Got a winter gutter question.

I went out of town for a few days when we got a snowstorm and a couple of really frigid nights. Now I have big ice blocks filling all my north-facing gutters, with water dripping off one and turning part of the front entryway into an ice rink. I just cleaned the gutters a few weeks ago, and the gutters and downspouts were all clear. Haven't had many leaves fall since I cleaned them out. It's not a drainage problem, as the downspouts don't seem to be filled with ice. What caused this, and how can I avoid it in the future?
  9 answers
  • You have ice damming. I bet your home costs a bunch to heat and cool as well. What is happening is warm air is escaping out of your living area into the attic. This warms up the snow on the roof and melts it to it gets just past the front of the house. At that point any air that is coming in along the soffits is re-freezing the melted snow creating your ice dam. The correct and proper method to fix this is to pull back the insulation along the edges of the house and air seal either by using slow rise spray foam along the top plates and where ever wires are coming out. Or using caulk to do the same. You want to prevent any air flow, and yes there is air flow there from coming out of the wall cavity up to the roof line. Then using foam baffles that can be purchased at your big box stores. Staple them to the roof allowing them to hang just a bit past the outside edge of the wall. Once that is done you need to insulate with as much insulation you can from the ceiling to the bottom of these new foam baffle boards. Once that is done, you need to find all the air leaks in the attic. Pulling up insulation where ever there is a wall located below. This will expose the top plates of all the walls. Seal them even if they look like there is no way for air to escape, it is. If you look carefully for any dark spots on the insulation this is a sign that air is moving through the insulation in that area. All this air lowers the ability of the insulation to stop the cold or warm air in your case from escaping into the attic. The result will be much improved heating and summer cooling. And a colder roof which will prevent any snow from melting from underneath. The other method is to purchase snow melt tapes. Fasten them to roof and gutter to melt the snow and ice. Cheep method of doing this, but you not only end up spending even more on energy you end up not really fixing why it happened in the first place.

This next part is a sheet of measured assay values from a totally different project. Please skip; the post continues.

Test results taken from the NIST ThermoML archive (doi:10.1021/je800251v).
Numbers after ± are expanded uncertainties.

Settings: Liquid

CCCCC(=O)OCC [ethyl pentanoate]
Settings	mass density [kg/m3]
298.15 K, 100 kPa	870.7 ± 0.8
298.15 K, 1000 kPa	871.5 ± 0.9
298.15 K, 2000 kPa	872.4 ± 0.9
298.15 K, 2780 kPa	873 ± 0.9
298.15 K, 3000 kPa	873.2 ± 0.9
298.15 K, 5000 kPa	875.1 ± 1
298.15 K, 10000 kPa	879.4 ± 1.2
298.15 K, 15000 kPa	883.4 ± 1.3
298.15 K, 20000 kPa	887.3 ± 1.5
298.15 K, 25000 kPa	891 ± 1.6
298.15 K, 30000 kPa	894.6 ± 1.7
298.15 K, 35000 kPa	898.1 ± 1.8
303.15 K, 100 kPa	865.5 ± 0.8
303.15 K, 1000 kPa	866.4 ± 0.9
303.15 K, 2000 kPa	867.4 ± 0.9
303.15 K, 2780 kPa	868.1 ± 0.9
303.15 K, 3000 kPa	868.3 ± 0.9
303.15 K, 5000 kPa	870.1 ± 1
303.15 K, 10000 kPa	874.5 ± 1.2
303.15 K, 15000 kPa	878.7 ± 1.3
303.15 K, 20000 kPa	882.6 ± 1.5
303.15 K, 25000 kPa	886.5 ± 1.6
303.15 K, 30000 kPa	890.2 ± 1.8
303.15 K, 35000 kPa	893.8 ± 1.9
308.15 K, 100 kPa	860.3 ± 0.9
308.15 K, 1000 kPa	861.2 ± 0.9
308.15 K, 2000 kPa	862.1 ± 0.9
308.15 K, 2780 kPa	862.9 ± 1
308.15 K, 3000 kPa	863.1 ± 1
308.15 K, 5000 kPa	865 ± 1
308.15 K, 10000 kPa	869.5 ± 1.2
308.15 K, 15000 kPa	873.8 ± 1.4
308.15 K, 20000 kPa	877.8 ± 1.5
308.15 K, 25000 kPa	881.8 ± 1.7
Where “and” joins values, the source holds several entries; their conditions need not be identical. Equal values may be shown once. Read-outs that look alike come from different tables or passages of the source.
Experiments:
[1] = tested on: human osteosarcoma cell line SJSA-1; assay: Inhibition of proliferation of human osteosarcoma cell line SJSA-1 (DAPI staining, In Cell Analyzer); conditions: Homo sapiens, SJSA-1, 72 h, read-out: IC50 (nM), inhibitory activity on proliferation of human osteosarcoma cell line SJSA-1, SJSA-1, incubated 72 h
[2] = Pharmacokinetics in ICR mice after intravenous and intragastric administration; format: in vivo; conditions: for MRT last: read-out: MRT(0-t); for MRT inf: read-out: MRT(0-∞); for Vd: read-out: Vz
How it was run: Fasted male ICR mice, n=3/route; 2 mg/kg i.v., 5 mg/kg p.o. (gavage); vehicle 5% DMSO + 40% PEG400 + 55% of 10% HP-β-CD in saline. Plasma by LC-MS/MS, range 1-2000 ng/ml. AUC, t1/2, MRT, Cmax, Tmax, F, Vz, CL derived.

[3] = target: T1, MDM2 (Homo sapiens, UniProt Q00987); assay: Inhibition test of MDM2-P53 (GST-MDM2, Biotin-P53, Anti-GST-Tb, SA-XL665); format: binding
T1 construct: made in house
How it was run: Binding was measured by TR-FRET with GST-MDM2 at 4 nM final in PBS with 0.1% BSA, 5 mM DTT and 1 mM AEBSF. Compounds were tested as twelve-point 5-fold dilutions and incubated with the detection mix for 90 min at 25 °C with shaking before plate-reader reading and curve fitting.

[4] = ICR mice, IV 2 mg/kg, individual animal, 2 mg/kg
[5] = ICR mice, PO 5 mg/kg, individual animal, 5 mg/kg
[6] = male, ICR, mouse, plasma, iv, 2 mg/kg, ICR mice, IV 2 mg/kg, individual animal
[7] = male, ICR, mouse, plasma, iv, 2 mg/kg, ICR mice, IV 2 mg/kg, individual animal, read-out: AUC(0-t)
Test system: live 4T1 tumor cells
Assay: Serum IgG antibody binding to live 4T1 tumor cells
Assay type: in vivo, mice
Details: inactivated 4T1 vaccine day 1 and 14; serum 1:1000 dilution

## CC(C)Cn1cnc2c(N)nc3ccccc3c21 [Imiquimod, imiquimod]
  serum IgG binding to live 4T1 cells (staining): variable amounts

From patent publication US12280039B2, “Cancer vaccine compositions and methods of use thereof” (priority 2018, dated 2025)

• KMS Woodworks KMS Woodworks on Dec 13, 2011
    Steve, I have an article on this coming out later on networx...get some pics for me.
  • Charles R Charles R on Dec 13, 2011
    Warm weather State here piping in...: I read in a magazine about a company that has a "heater" device that lays inside the Gutter, that prevents those ice dams. Similarly I saw a heated ice blanket device that you attach above the gutters, to help melt the snow and ice. Plugs into 120 VAC. Anyway, I just throwing that out there.
  • Exactly Charles, those devices are a stop gap measure for something that is wrong with the home. Although lots of people use them, if they fix their insulation then end up saving money on heating bills, and do not ruin the look of the house with those cables being installed. It may cost a bit more, and take a bit more time to correct. But doing it the correct way always works. Besides if they were ever to sell their home and people saw those cables on roof, they would know right away that there has been issues with ice dams and water backups in the home. Both negative sale points when your putting your home on the market.
  • 3po3 3po3 on Dec 13, 2011
    Thanks, folks, for all your answers. I knew about the ice dam problem, but I was convinced that wasn't my problem for a few reasons: 1. We have been here through three winters and that has never happened. 2. The snow didn't seem to have melted. 3. The snowmelt and the ice buildup were the same above the unconditioned garage as the conditioned home space. 4. There is only a couple of inches of ice on the actual soffits. However, today, after a couple of days above freezing, I have finally noticed more melting over the conditioned space. Our heating bills really aren't too bad. I thought our attic was adequately insulated (barely), and I hadn't gotten around to adding more insulation (even though I am constantly telling people here on Hometalk to do so). This is definitely motivation to take care of this. Thanks guys.
  • The key answer was melting faster over the heated areas. Bingo! Now your on to it. Most homes that have air leakage out of attic from basement mud sill areas that get them sealed to keep the air from flowing up and out can save on an average of 20% on their utility bills over all. With older homes even more so. Its not uncommon for a home that is around 50 years old to see savings in the 40% range once done.
  • 3po3 3po3 on Dec 13, 2011
    I'm on it. I thought the melting was the key, and I hadn't noticed more melting over the conditioned space, but that is definitely noticeable now. Thanks Woodbridge for all your advice and expertise. I will get on this soon.
  • Karen M Karen M on Dec 14, 2011
    as one who had an entire 2nd floor of victorian RUINED from ice damming (and a ceiling collapse in one room as well!!!) do not wait one more minute to fix the problem. beg borrow or steal whatever you need to do, but get it corrected asap!!!! god bless you, that's a terrible problem!!!
  • KMS Woodworks KMS Woodworks on Dec 14, 2011
    As Charles mentioned above, the electric melting devices treat the "symptoms" not the "cause" . As is standard medical practice you want to get to the root of the problem. In my first winter here in my home we had serious icicles form off of our north face roof, I added 5" of rigid foam to the great room...problem solved.
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